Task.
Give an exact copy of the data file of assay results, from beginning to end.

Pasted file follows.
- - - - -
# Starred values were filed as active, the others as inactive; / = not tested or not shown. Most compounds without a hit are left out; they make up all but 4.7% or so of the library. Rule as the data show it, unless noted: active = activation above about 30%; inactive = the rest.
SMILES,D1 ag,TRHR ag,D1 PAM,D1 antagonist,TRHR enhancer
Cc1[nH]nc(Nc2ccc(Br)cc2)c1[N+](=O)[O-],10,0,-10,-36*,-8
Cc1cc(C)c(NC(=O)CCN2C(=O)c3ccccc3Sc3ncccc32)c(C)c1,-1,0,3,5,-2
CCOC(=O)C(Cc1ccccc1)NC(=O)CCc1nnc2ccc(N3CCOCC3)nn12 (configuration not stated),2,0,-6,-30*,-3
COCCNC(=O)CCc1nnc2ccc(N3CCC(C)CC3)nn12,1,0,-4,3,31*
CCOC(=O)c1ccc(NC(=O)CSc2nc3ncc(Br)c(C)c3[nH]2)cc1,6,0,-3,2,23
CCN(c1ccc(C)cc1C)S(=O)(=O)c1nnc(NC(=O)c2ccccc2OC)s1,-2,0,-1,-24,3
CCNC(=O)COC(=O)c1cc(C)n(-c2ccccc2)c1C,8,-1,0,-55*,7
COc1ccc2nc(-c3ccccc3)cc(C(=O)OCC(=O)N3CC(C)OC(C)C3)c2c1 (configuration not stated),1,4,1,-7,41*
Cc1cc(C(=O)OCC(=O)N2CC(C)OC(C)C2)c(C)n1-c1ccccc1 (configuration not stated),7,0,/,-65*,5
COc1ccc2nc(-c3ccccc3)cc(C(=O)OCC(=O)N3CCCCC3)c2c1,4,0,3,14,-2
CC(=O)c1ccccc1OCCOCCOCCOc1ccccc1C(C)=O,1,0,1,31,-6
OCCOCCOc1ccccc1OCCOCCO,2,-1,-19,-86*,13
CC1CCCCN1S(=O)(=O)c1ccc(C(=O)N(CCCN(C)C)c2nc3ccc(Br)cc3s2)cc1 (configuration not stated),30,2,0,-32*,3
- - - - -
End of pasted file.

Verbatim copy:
# Starred values were filed as active, the others as inactive; / = not tested or not shown. Most compounds without a hit are left out; they make up all but 4.7% or so of the library. Rule as the data show it, unless noted: active = activation above about 30%; inactive = the rest.
SMILES,D1 ag,TRHR ag,D1 PAM,D1 antagonist,TRHR enhancer
Cc1[nH]nc(Nc2ccc(Br)cc2)c1[N+](=O)[O-],10,0,-10,-36*,-8
Cc1cc(C)c(NC(=O)CCN2C(=O)c3ccccc3Sc3ncccc32)c(C)c1,-1,0,3,5,-2
CCOC(=O)C(Cc1ccccc1)NC(=O)CCc1nnc2ccc(N3CCOCC3)nn12 (configuration not stated),2,0,-6,-30*,-3
COCCNC(=O)CCc1nnc2ccc(N3CCC(C)CC3)nn12,1,0,-4,3,31*
CCOC(=O)c1ccc(NC(=O)CSc2nc3ncc(Br)c(C)c3[nH]2)cc1,6,0,-3,2,23
CCN(c1ccc(C)cc1C)S(=O)(=O)c1nnc(NC(=O)c2ccccc2OC)s1,-2,0,-1,-24,3
CCNC(=O)COC(=O)c1cc(C)n(-c2ccccc2)c1C,8,-1,0,-55*,7
COc1ccc2nc(-c3ccccc3)cc(C(=O)OCC(=O)N3CC(C)OC(C)C3)c2c1 (configuration not stated),1,4,1,-7,41*
Cc1cc(C(=O)OCC(=O)N2CC(C)OC(C)C2)c(C)n1-c1ccccc1 (configuration not stated),7,0,/,-65*,5
COc1ccc2nc(-c3ccccc3)cc(C(=O)OCC(=O)N3CCCCC3)c2c1,4,0,3,14,-2
CC(=O)c1ccccc1OCCOCCOCCOc1ccccc1C(C)=O,1,0,1,31,-6
OCCOCCOc1ccccc1OCCOCCO,2,-1,-19,-86*,13
CC1CCCCN1S(=O)(=O)c1ccc(C(=O)N(CCCN(C)C)c2nc3ccc(Br)cc3s2)cc1 (configuration not stated),30,2,0,-32*,3